KQED is pleased to announce the launch of a second season of the MindShift podcast. Hosts Ki Sung and Katrina Schwartz, editors of KQED’s popular MindShift blog, explore the innovations in education that are shaping how kids learn. The five-episode season officially launches on August 29, with new episodes every other Tuesday through October 24.
The new season highlights the stories of educators who are developing innovative ways to improve how kids learn. Listeners will meet Michael Essien, a middle-school principal who shares the one thing that finally helped teachers get a grip on classroom management. After seeing the behavior of so many college students and their highly involved parents, former Stanford Dean of Freshmen Julie Lythcott-Haims cautions against overparenting so that young adults can develop self-efficacy. Catlin Tucker explains why she started an interdisciplinary program within her Sonoma County high school, and how it has upended the way she teaches and grades. Michael Godsey, a high school English teacher who started teaching with the Serial podcast, shares his discoveries on how audio can help students be better readers and writers. And listeners will learn about a new approach to discipline at KIPP, a successful and controversial charter school network that prepares kids from low-income communities for college.
Look for MindShift wherever you get your podcasts, including Apple Podcasts, Google Play, Stitcher, and the NPR One app. You can also visit the MindShift website for episodes and supplemental blog posts. kqed.org/mindshift
Season Two Episodes
A Whole School Approach to Behavior Issues: August 29
When Principal Michael Essien arrived at Martin Luther King Middle School in San Francisco, he knew his first order of business would be helping teachers struggling to handle routine disruptions to class. But rather than kicking students out of class, he’s trying to a new approach — bringing counselors inside classrooms to help teachers de-escalate conflicts.
What Overparenting Looks Like from a Stanford Dean’s Perspective: September 12
Parents are essential to a child’s development. But when parents get too involved in helping and directing a child’s every move, they can end up doing more harm than good. Former Stanford Dean of Freshman Julie Lythcott-Haims witnessed first-hand how parents were interfering with the lives of their college-aged children and keeping them from maturing into self-reliant adults.
Be the Change You Want to See: September 26
Over the course of her fifteen-year teaching career, Catlin Tucker has become increasingly worried that school isn’t preparing students for the world they will face after high school. As a public school teacher, Tucker is beholden to a specific set of standards, but she’s not letting that stand in the way of innovation. She’s co-piloting a program called “NEW School” that has upended how she teaches and grades, and changed her relationships with students for the better.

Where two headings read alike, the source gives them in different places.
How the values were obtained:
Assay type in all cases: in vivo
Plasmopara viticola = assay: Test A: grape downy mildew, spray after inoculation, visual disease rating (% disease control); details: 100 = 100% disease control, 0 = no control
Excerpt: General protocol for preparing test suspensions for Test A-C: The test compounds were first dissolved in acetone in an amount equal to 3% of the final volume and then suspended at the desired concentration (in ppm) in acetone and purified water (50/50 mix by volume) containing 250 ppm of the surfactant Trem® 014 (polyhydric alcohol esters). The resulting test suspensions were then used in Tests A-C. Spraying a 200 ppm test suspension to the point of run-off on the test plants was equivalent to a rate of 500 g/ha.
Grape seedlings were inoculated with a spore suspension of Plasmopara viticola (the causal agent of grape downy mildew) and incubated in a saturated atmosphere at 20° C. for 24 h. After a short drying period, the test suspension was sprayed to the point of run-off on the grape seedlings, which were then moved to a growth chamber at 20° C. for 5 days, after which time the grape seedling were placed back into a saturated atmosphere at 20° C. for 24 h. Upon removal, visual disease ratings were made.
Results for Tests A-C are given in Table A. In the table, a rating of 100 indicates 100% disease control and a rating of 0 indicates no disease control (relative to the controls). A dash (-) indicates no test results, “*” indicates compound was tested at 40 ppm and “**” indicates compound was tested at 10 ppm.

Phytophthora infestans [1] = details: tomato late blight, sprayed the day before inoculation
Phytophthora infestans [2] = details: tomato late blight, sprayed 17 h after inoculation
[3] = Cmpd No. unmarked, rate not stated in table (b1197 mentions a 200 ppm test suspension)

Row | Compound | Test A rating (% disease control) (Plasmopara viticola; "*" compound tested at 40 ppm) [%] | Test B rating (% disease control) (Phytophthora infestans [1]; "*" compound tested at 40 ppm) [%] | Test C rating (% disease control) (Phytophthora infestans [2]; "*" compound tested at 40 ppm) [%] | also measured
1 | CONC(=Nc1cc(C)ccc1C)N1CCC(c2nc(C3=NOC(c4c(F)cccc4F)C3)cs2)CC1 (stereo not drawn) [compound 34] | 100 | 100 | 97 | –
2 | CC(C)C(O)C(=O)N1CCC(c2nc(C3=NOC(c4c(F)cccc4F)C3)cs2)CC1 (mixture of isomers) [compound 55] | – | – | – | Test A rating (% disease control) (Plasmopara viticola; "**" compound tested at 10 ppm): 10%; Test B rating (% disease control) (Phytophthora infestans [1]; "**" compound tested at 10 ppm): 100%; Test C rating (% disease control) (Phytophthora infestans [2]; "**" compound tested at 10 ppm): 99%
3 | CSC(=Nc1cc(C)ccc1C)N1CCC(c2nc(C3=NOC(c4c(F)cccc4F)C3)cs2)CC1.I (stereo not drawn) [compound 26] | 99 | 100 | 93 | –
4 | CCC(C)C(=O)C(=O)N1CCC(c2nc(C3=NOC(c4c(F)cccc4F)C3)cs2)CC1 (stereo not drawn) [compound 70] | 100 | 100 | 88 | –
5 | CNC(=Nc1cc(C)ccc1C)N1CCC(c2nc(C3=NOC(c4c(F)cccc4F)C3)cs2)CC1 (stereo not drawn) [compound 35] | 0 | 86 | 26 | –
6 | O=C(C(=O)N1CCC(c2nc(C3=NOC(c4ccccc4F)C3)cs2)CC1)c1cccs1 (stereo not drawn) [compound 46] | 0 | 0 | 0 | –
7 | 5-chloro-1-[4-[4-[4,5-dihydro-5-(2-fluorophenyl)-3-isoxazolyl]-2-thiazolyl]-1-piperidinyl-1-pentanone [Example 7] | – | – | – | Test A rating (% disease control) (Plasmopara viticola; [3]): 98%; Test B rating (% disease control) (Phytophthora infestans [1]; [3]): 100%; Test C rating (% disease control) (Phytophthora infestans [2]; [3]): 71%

How Listening to Podcasts Help Students Read and Learn: October 10
High school English teacher Michael Godsey found the Serial podcast so compelling, he stopped teaching his favorite work of Shakespeare to teach the wildly popular podcast instead. What does audio have to do with learning traditional English skills? Godsey’s students helped him discover a new side of literacy.
The Courage to Change: October 24
The KIPP charter school network has made a name for itself preparing kids from low-income communities for college. Its early years were marked by strict and controversial discipline policies meant to hold students to a rigorous standard of behavior. But KIPP Bay Area Schools are leading the network away from this model in favor of restorative discipline practices that build a school culture of understanding, trust and respect.
MindShift explores the future of learning in all its dimensions via its blog, email newsletter, social media accounts and podcast series. MindShift examines how learning is being impacted by technology, discoveries about how the brain works, poverty and inequities, social and emotional practices, assessments, digital games, design thinking and music, among many other topics. We look at how learning is evolving in the classroom and beyond. We also revisit old ideas that have come full circle in the era of the over-scheduled child, such as unschooling, tinkering, playing in the woods, mindfulness, inquiry-based learning and student motivation. We report on shifts in how educators practice their craft as they apply innovative ideas to help students learn, while meeting the rigorous demands of their standards and curriculum.
MindShift has a unique audience of educators, tinkerers, policy makers and life-long learners who engage in meaningful dialogue with one another on our sites. kqed.org/mindshift
KQED serves the people of Northern California with a public-supported alternative to commercial media. An NPR and PBS affiliate based in San Francisco, KQED is home to one of the most listened-to public radio stations in the nation, one of the highest-rated public television services and an award-winning education program helping students and educators thrive in 21st-century classrooms. A trusted news source and leader and innovator in interactive technology, KQED takes people of all ages on journeys of exploration — exposing them to new people, places and ideas. www.kqed.org